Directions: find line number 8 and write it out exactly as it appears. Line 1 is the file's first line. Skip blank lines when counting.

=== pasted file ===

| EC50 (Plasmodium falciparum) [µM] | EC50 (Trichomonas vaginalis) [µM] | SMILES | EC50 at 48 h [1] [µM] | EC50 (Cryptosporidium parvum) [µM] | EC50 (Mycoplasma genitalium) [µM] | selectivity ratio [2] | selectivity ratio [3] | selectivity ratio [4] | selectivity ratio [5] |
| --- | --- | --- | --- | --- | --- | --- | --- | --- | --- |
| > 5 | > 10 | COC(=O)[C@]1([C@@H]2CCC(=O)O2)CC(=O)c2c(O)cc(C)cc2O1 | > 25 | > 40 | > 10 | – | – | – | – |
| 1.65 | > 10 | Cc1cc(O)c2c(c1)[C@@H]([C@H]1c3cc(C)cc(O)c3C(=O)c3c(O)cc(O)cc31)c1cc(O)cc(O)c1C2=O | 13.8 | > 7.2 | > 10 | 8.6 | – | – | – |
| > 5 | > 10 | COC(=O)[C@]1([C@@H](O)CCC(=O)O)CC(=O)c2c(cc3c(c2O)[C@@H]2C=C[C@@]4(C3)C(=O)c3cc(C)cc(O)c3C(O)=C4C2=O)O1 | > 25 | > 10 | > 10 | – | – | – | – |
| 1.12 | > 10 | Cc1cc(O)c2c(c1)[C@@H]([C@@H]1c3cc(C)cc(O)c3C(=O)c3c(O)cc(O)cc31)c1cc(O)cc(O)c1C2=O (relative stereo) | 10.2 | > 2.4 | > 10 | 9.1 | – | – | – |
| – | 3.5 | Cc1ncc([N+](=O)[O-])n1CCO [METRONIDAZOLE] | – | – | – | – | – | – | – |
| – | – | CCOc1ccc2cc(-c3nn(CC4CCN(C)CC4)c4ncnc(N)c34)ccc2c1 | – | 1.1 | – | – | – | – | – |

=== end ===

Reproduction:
| – | – | CCOc1ccc2cc(-c3nn(CC4CCN(C)CC4)c4ncnc(N)c34)ccc2c1 | – | 1.1 | – | – | – | – | – |